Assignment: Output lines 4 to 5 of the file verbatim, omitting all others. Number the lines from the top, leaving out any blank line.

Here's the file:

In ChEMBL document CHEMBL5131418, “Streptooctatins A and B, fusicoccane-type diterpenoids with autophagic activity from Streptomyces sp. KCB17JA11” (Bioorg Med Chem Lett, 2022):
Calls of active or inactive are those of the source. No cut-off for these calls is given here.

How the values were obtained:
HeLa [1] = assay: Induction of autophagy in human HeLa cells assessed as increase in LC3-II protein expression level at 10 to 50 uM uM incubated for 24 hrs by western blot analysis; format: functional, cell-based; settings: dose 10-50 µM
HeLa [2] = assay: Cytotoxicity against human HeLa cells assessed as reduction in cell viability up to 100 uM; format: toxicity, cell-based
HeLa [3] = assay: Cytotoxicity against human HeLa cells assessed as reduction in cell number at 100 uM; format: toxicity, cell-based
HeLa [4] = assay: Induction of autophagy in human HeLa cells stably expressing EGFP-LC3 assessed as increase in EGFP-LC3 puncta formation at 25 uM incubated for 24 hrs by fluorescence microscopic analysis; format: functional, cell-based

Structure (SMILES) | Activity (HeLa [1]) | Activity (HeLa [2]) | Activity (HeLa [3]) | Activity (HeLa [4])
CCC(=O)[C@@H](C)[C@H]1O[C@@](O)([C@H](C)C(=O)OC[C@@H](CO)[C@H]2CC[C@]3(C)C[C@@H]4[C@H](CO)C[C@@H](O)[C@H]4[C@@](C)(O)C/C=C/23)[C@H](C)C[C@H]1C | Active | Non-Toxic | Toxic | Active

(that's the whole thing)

HeLa [1] = assay: Induction of autophagy in human HeLa cells assessed as increase in LC3-II protein expression level at 10 to 50 uM uM incubated for 24 hrs by western blot analysis; format: functional, cell-based; settings: dose 10-50 µM
HeLa [2] = assay: Cytotoxicity against human HeLa cells assessed as reduction in cell viability up to 100 uM; format: toxicity, cell-based